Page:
The objective of the testing analysis is to validate the generalization performance of the trained neural network. To validate a classification technique, we need to compare the values provided by this technique to the observed values. We can use the ROC curve as it is the standard testing method for binary classification projects.

The following table contains the elements of the confusion matrix. This matrix contains the true positives, false positives, false negatives, and true negatives for the variable diagnose.

Predicted positive | Predicted negative | |
---|---|---|

Real positive | 129 | 3 |

Real negative | 1 | 37 |

The binary classification tests are parameters for measuring the performance of a classification problem with two classes:

**Classification accuracy**(ratio of instances correctly classified): 97.6%**Error rate**(ratio of instances misclassified): 2.4%**Sensitivity**(ratio of real positive which are predicted positive): 99.2%**Specificity**(ratio of real negative which are predicted negative): 92.5%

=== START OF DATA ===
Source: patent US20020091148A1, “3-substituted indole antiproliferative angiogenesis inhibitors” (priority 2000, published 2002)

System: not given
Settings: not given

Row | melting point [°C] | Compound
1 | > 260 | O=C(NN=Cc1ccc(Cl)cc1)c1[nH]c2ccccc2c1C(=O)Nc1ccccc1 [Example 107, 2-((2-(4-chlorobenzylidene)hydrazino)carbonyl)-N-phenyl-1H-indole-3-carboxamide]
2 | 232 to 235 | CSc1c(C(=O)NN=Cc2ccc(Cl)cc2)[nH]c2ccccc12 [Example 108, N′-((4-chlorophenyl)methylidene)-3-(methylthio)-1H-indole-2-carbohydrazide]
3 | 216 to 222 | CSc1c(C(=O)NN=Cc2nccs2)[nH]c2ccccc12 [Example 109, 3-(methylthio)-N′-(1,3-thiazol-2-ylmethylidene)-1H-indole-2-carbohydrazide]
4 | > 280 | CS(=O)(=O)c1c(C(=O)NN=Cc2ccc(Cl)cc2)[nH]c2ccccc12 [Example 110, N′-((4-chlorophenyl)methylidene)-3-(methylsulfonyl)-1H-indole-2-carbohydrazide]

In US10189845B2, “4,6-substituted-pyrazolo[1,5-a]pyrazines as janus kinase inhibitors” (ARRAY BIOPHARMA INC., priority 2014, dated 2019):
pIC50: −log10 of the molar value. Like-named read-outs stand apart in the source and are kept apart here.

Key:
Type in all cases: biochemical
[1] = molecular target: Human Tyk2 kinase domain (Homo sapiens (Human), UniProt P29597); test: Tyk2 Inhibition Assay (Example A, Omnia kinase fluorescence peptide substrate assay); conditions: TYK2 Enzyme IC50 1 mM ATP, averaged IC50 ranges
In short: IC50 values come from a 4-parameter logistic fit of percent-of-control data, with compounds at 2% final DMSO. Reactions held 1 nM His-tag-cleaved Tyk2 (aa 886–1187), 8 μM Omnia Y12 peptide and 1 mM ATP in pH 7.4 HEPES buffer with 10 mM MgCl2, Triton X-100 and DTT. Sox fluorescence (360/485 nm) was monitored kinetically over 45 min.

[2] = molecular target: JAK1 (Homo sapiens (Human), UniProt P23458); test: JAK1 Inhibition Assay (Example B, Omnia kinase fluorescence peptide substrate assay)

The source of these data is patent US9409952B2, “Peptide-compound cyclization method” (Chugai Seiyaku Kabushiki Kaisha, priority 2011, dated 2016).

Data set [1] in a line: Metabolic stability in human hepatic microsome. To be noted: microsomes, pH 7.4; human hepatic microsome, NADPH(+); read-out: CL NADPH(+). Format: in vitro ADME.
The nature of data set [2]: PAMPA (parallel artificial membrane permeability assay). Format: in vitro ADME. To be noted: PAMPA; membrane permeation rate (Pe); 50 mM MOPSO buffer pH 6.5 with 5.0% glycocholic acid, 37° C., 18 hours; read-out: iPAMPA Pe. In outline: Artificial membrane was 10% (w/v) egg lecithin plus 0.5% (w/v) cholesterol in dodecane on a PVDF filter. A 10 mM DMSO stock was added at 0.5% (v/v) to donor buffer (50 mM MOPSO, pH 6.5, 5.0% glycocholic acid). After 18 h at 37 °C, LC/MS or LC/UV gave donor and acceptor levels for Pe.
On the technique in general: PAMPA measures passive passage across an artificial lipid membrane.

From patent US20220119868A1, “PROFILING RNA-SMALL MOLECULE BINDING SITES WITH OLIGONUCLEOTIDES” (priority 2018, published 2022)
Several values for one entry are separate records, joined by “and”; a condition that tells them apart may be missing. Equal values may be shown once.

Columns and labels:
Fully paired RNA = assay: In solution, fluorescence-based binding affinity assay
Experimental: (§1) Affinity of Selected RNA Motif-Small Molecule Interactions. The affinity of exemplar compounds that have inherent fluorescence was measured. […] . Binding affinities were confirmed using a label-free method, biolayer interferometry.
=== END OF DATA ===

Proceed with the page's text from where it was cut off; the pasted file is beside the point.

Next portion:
Once the neural network's generalization performance has been tested, the neural network can be saved for future use in the so-called model deployment mode.

We can diagnose new patients by calculating the neural network outputs. For that, we need to know the input variables for them. An example is the following:

**clump_thickness**(1-10): 4**cell_size_uniformity**(1-10): 3**cell_shape_uniformity**(1-10): 3**marginal_adhesion**(1-10): 2**single_epithelial_cell_size**(1-10): 3**bare_nuclei**(1-10): 4**bland_chromatin**(1-10):3**normal_nucleoli**(1-10): 2**mitoses**(1-10): 1

**diagnose**: Benignant

The mathematical expression represented by the neural network is written below. It takes the inputs clump_thickness, cell_size_uniformity, cell_shape_uniformity, marginal_adhesion, single_epithelial_cell_size, bare_nuclei, bland_chromatin, normal_nucleoli and mitoses to produce the output diagnose. For classification problems, the information is propagated in a feed-forward fashion through the scaling, perceptron, and probabilistic layers.